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Frequently asked questions

What kind of dental problems should be treated immediately by emergency dentists?

When you experience a dental emergency, see a dentist as soon as possible. Some problems should not wait more than 24 hours. Immediately be treated for a knocked-out tooth and soft tissue bleeding that lasts longer than 30 minutes. Make an appointment with an urgen care dentist if you notice signs of advanced infection, such as swelling, inflammation, abscess on your gums, pus, or a fever. Left untreated, these can lead to trouble breathing and be life-threatening.

How can I relieve tooth pain at home while waiting for an appointment with a dentist?

We understand that dental pain can be excruciating. If you have to wait before seeing an emergency dentist, try to alleviate tooth pain at home. Apply a cold compress by wrapping a bag of ice in a towel. Another method is holding a peppermint tea bag against the affected tooth. Rinsing your mouth with salt water is a common practice. This will reduce inflammation and cleanse oral wounds. If home remedies are not enough, take an anti-inflammatory painkiller, such as ibuprofen.

Do emergency dentists near me accept walk-ins?

Yes. The whole idea of an emergency dentist is that patients can go when something sudden happens. It’s a good idea to call ahead to make sure the office tean will have the time and resources to treat you, and to give them a chance to prepare for your arrival.

Can you go to the ER with a dental emergency?

Yes, you can. The hospital emergency rooms are professionally prepared to deal with all medical emergencies. In less urgent cases, you will receive no more than a temporary solution there. This is usually just an antibiotics or painkillers prescription. Nevertheless, it is still the best option in case of serious emergencies, like a broken jaw or infection complication.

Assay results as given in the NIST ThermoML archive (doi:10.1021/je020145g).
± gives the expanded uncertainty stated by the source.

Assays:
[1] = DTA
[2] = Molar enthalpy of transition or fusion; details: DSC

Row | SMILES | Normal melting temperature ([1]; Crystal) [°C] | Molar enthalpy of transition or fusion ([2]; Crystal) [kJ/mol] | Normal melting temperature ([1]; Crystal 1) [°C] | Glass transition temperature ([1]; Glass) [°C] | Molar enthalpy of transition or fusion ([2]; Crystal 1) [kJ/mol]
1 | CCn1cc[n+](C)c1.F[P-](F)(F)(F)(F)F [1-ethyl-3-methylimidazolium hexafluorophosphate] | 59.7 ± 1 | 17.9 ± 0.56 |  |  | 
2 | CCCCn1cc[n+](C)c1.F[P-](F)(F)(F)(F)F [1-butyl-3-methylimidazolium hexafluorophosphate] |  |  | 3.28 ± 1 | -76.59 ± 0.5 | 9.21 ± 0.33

How much does an emergency dental visit cost?

Emergency visits at the dental office are typically charged as normal. This means that whether you need an extraction, a root canal, or an X-ray, you will pay as much as you would at a regular dental appointment. Some clinics offer loyal patients discounts on several dental services. Talk to the dental receptionist to know more about this. Visiting an ER for problems focusing on teeth and gums, on the other hand, can be excessively expensive. You are better off going to a dentist. They will provide specialist care at a smaller fee.

Can you go to an emergency dentist near you with no insurance?

Yes. The walk-in dentist will charge you as they would normally. If, however, you are insured, your plan is likely to cover the fees in accordance with your rates. Make an inquiry to your insurance company to know the different methods of payment available to you.

Are emergency dentists open on Saturday and Sunday?

Emergency dentists are open on Saturday and Sunday, 24/7. The goal is to provide care to those who need it in urgent situations, which can happen at any time. Patients will usually aim to visit their regular doctor during working days, but weekend dentists are also available to provide emergency services.

Are emergency dentists open during the COVID-19 pandemic?

Even when regular dental offices were closed due to the pandemic, there’s always a possibility that you can find an emergency dentist near you. While check-ups and cleanings can wait, bleedings of fractured teeth have to be taken care of right away. Despite the situation, we will help you find a dentist at any time.

How can I find an emergency dentist who is open now?

You don’t need to call every nearby office while suffering from acute toothache. Many of our readers use Authority Dental to search for and book a same-day appointment in a convenient location. Our service is available 24/7, so we can help you get a healthy smile anytime.

How can I save a knocked-out tooth before visiting the dentist?